Author Topic: How to handle mother? Solution #49  (Read 10196 times)

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sevenday

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Re: How to handle mother?
« Reply #45 on: October 02, 2013, 10:20:55 PM »
Living in the US, after I graduated high school I began attending community college that fall. As I had no marketable skills and a severe disability that made it difficult to get jobs, my parents allowed me to live with them while attending.  I got a small stipend from social security due to my disability, and I paid about half of that to my parents.  The other half paid for the rest of my living expenses - gas, food (to a point, as my parents did share some things with me), pet food, et cetera.  It didn't really leave me a lot of "play money" but that was all right. I knew I had it pretty good.  I was expected to help with household chores and so forth even though I was out of the house for at least part of the day five days a week.  Three of us split the chores, so it wasn't that bad but it did get a bit tedious.  At least, at that time, it was all physical coursework so it's a bit different.  Much later after I had moved out my sister and I both attended the same online university where all our coursework, study material, etc was online.  My sister had a harder time explaining to her husband and sons that no, she was not goofing off on the computer all the time, she was working.   She was also working part time at a fast food place during this period to support the household and pay toward school. 

So my advice to you- sit down with your mother, explain that you're frustrated by your attempts to balance all your responsibilities and to manage her understanding of your timetable.   However, I don't think you should have to do ALL the chores.  Just because you live there doesn't mean you're free labor for your mother and she no longer has to do anything.  Work out with her a fair split of duties, hopefully so you're both spending approximately the same amount of time and effort to maintain the house. 

 I do agree with others that it doesn't take 8 hours a day, five days a week, to look for work online.  Break up your job search into blocks of time and work in other duties in between.  I realize that you say you have to bike everywhere so it takes you longer to look for work the way  your mother is suggesting.  Perhaps you can work out something with her there too - "Hey Mom, I want to apply to X Y and Z, they're all pretty close to the grocery store.  How about I go with you and drop them off while you're doing the grocery shopping?"  "Hey Friend, can you drop me off at Z so I can apply there and I'll make my way home from there?"  Even in this day and age there are not many online only jobs, as you no doubt have discovered.  Me, I'd love to work from home, but that's not likely - and many of THOSE jobs are perks of jobs you get AFTER you've been working at a physical location for a while.  I know you have experience in... underwater basket weaving, but you're not likely to start out with a job dealing with underwater basket weaving.  Most of those entry level jobs are still very much 'show up and hand in a paper application' these days.  That, and it's a good impression to present yourself well to those you may be working with.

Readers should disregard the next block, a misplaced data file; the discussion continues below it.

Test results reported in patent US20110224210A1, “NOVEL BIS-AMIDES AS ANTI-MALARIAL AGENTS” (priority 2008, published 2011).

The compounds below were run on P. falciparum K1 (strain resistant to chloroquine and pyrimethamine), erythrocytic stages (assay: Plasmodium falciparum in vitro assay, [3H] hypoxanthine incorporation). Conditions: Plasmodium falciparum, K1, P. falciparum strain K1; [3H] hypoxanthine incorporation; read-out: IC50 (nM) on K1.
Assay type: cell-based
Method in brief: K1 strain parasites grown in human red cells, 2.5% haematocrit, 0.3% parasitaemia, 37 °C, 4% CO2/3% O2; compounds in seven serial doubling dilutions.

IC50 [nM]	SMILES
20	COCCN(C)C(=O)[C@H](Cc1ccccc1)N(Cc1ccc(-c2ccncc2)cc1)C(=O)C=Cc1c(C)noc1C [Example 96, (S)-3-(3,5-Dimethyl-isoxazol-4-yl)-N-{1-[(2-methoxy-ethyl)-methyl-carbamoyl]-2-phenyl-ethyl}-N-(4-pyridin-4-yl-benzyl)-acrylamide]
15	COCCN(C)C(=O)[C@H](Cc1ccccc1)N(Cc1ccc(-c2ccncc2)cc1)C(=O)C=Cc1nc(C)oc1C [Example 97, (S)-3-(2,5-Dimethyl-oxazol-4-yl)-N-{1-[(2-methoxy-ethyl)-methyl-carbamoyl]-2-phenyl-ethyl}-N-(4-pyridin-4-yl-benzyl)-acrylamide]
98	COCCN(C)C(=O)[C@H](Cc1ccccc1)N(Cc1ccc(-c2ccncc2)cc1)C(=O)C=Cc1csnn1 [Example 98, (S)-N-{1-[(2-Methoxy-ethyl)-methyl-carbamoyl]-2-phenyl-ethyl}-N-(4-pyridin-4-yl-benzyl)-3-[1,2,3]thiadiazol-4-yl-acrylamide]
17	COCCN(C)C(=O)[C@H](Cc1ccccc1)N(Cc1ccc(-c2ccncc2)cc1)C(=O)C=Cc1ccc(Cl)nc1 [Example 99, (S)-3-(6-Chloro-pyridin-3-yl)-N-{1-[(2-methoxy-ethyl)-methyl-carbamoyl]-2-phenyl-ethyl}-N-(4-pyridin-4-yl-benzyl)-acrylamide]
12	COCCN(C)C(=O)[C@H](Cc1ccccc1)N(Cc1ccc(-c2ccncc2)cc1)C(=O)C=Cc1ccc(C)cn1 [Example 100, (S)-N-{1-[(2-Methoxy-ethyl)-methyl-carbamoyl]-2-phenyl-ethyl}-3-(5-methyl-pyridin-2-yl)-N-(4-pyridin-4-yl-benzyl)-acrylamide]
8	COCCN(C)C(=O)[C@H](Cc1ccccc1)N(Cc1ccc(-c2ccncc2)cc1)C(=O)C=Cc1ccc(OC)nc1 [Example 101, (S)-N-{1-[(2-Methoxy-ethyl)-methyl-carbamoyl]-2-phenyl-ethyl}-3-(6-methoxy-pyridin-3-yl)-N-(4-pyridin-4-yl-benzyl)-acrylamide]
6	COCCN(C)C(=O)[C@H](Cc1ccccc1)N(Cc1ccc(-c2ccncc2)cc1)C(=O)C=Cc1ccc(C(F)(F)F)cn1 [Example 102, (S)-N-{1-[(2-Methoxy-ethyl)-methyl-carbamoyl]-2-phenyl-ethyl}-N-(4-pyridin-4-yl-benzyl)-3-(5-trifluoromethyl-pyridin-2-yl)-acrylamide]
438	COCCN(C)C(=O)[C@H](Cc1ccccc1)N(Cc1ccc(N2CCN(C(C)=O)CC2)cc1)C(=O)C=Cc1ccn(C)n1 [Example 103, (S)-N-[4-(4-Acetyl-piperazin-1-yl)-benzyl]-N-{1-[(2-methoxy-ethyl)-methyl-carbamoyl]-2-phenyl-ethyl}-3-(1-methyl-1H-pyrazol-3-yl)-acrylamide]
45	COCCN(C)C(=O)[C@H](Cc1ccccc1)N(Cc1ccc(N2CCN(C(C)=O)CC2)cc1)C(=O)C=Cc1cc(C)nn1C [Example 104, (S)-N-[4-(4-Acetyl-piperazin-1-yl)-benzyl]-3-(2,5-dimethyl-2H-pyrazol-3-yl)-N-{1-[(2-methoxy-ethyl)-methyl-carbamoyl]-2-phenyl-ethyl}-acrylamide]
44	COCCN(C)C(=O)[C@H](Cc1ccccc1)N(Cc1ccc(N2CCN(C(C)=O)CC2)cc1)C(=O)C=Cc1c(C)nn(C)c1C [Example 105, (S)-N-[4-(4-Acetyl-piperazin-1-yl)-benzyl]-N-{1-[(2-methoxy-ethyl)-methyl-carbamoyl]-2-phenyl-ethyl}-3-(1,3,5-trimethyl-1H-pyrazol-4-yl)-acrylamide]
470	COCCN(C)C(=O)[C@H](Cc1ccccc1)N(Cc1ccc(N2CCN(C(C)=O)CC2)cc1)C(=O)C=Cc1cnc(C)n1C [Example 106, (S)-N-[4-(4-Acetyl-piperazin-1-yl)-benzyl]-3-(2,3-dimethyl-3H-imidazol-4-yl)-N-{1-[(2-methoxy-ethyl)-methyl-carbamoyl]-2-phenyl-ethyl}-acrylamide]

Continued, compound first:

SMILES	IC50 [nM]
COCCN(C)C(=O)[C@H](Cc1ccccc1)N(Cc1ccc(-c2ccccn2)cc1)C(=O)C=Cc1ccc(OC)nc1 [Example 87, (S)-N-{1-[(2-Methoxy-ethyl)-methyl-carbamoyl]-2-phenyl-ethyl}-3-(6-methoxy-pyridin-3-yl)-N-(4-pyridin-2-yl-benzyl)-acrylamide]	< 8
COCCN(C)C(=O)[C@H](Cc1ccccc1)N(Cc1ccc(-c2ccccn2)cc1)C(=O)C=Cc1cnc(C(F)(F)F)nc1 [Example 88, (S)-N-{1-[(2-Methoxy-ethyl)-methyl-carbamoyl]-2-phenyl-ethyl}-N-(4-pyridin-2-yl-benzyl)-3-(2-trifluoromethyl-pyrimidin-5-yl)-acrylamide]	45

Hmmmmm

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Re: How to handle mother?
« Reply #46 on: October 02, 2013, 11:11:40 PM »
Sevenday, if this was a couple and the wife worked full time and the husband was taking ONE online course while looking for a job, would you still expect the wife to be doing 50% of the household chores?


JoieGirl7

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Re: How to handle mother?
« Reply #47 on: October 02, 2013, 11:54:17 PM »
Sevenday, if this was a couple and the wife worked full time and the husband was taking ONE online course while looking for a job, would you still expect the wife to be doing 50% of the household chores?

POD

"Just because you live there doesn't mean you're free labor for your mother and she no longer has to do anything."

Free labor?  How is it free to pay someone's way for them?  Utilities cost money.  Food costs money.

If the OP doesn't want her mother to bother her she should get a job and move out.

hannahmollysmom

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Re: How to handle mother?
« Reply #48 on: October 03, 2013, 01:54:29 AM »
I's siding with the mother.

My younger daughter is unemployed. (age 24) She doesn't live with me, but with her father and his fiancÚ. She complains often about things there, and I have told her she could move in here, but there are strings.

She would have to have at least a part time job to help out with finances as my utilities would go up with an extra person. I would not hand over money for gas, etc., like her father does. And, she would be required to help out around the house since I work full time, and live on a tight budget. Consequently, she has not jumped at the chance to move in with me.

I do help out in a way as she is on my insurance for at least 2 more years, and sometimes when my back isn't feeling great, I hire her to house clean. ($15.00 an hour under the table.)

She has an associates in business management but no experience. But, she doesn't listen to my suggestions either about how to get the experience.

Put it this way, in the very early 80's, I lost my job. (I had been away from home for 4 years.)  I asked to come home to live for a bit. My parents said we'll discuss it and get back to you. So, I panicked for a bit, they did say yes, but I was intent on finding a job, and doing my part. I realized it was not my home anymore, but my parents home, and I treated it as such. I told them it would be a year at the most, and it was, almost to the day.

Isilleke

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Re: How to handle mother?
« Reply #49 on: October 03, 2013, 07:30:15 AM »
Hi,

Thanks everyone for opening my eyes. I assure you I wasn't being picky (that was part of the reason, because I was applying to a lot of jobs at the same time) and it paid off!

I'm in Europe and am one of the lucky few who didn't have to wait a couple of months to get a job, so it worked itself out.

I do want to defend myself a little by saying that I was already doing some stuff (cleaning - laundry - ironing was my job even before all of this) but I have to admit I will have to do even more if I want to live on my own, so today I started to learn how to cook  :).

LeveeWoman

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Re: How to handle mother?
« Reply #50 on: October 03, 2013, 07:34:58 AM »
Hi,

Thanks everyone for opening my eyes. I assure you I wasn't being picky (that was part of the reason, because I was applying to a lot of jobs at the same time) and it paid off!

I'm in Europe and am one of the lucky few who didn't have to wait a couple of months to get a job, so it worked itself out.

I do want to defend myself a little by saying that I was already doing some stuff (cleaning - laundry - ironing was my job even before all of this) but I have to admit I will have to do even more if I want to live on my own, so today I started to learn how to cook  :).